“Don’t put off until tomorrow what you can do today.” A statement normally used to reprimand procrastination. The practice involves putting off until tomorrow and comes from “pro” meaning “forward” and “crastinus” meaning “belonging to tomorrow.”
Saturday was my day off from school and church. I looked forward to romping in the woods, playing cops and robbers or cowboys and Indians, or riding my bike. Things kids did before technology took over.
Saturday was also the day Mom assigned her “To Do” list to Dad: rake the leaves, cut the grass, wash the outside windows, wash the car, etc. I was the oldest child and inherited the “privilege” of helping. When I asked why I had to, Dad would blab; “Don’t put off…”
God was plaguing the Egyptians so they would free his people from slavery. Moses asked Pharaoh when he wanted God to remove the frog plague, and he gave the classic procrastinator’s reply: I leave to you the honor of setting the time for me to pray for you and your officials and your people that you and your houses may be rid of the frogs, except for those that remain in the Nile. “Tomorrow,” Pharaoh said (Exodus 8:9-10).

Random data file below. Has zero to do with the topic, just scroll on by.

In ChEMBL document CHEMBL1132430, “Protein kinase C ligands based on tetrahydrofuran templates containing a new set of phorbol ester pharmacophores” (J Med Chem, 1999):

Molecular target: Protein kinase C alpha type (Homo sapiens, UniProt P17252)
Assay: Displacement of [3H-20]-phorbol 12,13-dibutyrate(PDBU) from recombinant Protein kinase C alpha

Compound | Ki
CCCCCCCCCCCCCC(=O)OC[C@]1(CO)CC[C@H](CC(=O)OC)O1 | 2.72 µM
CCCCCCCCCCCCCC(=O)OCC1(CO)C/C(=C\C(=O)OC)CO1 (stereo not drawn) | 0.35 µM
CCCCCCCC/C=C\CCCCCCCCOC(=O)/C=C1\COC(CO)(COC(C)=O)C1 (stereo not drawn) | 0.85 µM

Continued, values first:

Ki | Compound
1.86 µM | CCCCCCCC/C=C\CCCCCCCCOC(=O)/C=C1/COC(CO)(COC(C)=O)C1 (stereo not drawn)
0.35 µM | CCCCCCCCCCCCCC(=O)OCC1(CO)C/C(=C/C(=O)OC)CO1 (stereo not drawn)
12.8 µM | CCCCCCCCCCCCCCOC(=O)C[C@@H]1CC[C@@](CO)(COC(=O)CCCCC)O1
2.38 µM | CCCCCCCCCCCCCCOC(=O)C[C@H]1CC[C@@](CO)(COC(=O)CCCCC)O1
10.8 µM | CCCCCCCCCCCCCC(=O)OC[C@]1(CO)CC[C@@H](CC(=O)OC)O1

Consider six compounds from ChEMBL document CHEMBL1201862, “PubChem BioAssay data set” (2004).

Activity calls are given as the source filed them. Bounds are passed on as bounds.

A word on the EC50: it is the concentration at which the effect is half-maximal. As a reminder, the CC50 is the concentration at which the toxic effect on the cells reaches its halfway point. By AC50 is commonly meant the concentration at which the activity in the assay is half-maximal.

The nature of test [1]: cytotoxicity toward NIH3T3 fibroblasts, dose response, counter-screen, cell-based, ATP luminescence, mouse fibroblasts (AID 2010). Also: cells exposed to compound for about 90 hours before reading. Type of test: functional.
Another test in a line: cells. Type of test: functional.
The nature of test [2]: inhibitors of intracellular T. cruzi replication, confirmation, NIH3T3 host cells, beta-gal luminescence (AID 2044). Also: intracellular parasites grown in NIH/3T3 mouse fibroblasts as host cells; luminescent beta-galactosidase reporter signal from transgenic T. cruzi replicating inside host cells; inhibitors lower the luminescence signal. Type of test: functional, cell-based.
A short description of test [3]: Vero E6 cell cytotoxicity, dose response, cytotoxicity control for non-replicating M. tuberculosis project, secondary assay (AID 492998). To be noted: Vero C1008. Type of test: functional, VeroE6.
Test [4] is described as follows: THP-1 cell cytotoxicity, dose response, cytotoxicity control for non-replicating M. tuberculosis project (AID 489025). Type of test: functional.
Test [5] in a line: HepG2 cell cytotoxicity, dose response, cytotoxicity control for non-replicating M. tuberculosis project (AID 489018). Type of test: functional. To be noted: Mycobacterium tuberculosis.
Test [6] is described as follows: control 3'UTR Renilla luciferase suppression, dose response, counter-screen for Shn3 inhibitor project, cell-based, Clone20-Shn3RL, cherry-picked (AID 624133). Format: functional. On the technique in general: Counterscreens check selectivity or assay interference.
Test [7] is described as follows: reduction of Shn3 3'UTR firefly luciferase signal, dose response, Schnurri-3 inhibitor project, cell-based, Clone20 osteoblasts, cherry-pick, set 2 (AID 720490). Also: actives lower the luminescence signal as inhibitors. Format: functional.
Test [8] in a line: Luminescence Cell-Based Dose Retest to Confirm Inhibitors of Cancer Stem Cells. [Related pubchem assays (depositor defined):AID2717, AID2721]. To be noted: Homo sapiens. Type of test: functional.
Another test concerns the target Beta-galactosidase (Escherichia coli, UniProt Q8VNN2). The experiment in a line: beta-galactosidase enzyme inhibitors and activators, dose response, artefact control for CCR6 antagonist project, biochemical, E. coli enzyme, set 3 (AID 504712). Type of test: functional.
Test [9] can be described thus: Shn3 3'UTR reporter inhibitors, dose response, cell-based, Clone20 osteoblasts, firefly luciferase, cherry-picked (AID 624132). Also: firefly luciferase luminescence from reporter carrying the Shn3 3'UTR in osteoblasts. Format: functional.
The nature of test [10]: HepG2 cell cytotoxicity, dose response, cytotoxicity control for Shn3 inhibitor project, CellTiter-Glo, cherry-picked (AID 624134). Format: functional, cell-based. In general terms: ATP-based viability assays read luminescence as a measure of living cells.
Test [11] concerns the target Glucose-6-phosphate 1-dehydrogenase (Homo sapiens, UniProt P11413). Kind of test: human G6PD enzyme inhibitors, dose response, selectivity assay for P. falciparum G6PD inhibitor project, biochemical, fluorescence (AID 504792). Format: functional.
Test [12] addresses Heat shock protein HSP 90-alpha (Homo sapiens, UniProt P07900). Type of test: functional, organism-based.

Unimportant matters can wait until tomorrow, but procrastination assigns critical matters to the future because of fear, unconcern, insecurity or just plain laziness.
The hobo on one Andy Griffith episode said tomorrow was the most perfect day ever invented. What have you been putting off that needs doing now? Or at least planning now? A growing relationship with Jesus Christ and a servant attitude can’t wait until tomorrow.
Prayer: God of tomorrow, show us what needs tending to today.
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